I have no doubt that plenty can be found to both back up and refute what I have just written. There is a different story for every part of the globe and every teachers point of reference.

Now on what beef to use if making a beef broth/vegetable soup...I would use one of two...beef tongue, or chuck for sure. Chuck has fat and bones and a great flavor, but in my honest opinion tongue has the best flavor and meat and is cheaper. Pound for pound you get premium meat at a very low price and no other cut makes a broth as rich as the tongue and that is without bones. You need some additional cut bones if making a really good rich broth with any other cut. The marrow needs to be exposed and roasting them with some oil and herbs first is good.

With the tongue you get 3-4 pounds of the most tender buttery meat for about $5-$6. You do not even need to add herbs, salt, pepper or anything but water. A little salt and pepper at the most, if anything. Let it gently simmer for 5 hours, then peel off the outer skin and slice or cut any way you prefer. The broth is rich and unbelievably flavorful. The meat is never stringy, never tough, never dry. It is a no fuss, no brainer. You can't not get it perfect.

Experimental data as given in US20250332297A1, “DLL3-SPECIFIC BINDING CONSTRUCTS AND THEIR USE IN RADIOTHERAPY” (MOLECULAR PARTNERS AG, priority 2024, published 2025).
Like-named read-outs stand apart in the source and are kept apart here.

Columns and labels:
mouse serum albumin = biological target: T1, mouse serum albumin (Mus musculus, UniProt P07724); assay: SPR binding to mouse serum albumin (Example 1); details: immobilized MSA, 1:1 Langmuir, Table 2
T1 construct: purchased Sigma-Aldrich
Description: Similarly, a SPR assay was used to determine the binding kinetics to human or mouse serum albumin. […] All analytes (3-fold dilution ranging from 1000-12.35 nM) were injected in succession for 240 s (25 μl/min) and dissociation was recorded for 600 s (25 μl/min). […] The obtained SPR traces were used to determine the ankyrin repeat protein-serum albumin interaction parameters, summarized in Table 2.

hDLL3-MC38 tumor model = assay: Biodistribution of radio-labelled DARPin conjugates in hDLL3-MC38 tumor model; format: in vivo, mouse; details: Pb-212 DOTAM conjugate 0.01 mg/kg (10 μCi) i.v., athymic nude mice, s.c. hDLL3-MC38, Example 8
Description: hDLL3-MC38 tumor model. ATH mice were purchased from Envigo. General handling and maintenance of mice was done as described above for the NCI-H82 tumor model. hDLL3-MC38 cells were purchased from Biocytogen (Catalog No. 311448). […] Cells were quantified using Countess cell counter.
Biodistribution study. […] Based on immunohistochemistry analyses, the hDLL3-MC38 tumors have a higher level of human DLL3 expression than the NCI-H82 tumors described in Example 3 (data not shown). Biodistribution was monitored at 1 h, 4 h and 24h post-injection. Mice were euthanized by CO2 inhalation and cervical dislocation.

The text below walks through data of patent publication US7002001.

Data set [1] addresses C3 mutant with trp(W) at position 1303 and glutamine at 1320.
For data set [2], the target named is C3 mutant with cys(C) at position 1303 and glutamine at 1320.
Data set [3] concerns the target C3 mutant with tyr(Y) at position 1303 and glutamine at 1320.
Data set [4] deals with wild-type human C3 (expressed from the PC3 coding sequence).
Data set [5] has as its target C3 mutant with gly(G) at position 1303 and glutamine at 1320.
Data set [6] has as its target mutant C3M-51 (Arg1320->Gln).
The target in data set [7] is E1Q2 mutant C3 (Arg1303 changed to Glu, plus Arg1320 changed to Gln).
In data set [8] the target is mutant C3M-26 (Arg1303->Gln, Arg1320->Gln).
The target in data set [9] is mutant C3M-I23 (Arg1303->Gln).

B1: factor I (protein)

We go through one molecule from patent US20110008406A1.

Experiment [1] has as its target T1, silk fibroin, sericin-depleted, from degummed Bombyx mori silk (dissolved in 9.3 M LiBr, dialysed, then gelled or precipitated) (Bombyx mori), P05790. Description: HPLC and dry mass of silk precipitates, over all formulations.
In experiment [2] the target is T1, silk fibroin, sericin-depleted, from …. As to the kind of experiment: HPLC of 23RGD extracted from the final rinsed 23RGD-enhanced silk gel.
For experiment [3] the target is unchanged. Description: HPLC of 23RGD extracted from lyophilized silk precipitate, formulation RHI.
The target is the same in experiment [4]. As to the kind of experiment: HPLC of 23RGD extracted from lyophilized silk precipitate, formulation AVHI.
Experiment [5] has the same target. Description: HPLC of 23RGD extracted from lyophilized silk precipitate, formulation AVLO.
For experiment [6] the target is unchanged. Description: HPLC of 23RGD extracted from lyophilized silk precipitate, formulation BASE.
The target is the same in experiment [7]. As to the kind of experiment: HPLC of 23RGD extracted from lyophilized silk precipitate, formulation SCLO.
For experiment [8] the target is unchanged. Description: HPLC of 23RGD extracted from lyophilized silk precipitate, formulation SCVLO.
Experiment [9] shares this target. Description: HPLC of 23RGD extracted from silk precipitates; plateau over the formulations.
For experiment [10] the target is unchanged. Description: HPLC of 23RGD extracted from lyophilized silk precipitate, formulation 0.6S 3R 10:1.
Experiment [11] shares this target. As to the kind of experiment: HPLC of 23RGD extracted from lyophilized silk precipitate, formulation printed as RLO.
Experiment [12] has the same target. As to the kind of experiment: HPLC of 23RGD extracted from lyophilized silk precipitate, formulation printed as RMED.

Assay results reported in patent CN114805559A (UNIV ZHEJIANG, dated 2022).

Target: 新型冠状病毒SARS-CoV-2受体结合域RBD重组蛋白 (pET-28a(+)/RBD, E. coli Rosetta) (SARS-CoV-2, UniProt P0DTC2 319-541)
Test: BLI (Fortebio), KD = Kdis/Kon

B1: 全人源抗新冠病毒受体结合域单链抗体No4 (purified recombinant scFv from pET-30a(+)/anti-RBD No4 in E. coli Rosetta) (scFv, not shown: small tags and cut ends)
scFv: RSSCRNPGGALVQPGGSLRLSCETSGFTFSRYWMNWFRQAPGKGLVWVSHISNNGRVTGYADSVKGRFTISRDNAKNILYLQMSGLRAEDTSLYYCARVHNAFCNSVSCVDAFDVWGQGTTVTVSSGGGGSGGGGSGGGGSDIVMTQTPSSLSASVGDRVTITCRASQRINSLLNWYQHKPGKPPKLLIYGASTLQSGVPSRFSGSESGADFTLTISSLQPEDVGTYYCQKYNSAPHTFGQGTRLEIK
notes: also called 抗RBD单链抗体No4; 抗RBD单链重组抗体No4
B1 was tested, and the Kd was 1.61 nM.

As far as vegetables for that soup, I am with Pupdaddy. Anything and everything from the garden. I find it especially wonderful with the lesser used vegetables like Jerusalem artichokes, kohlrabi and kale. Jerusalem artichokes are actually a North American vegetable. I don't think there is a bad vegetable for vegetable soup. The more the better and that includes herbs. I do sometimes like the addition of a little barley, too.
 Shortstuff15
Joined: 9/20/2008
Msg: 8
What kind of beef in vegetable soup?
Posted: 11/1/2008 11:17:48 AM
Okay - I bought a chuck roast. I used a box of beef stock, cut up potatos, celery, carrots, onions and threw it all in the crock pot. When almost done, I will take out and cut the beef, chop it up and put it back in. If it turns out to be too much, bet it will be great for hot beef sandwiches.
 SAguy_06
Joined: 12/29/2005
Msg: 9
What kind of beef in vegetable soup?
Posted: 11/2/2008 5:03:17 AM
Beef shank...

Ask the butcher for soup bone.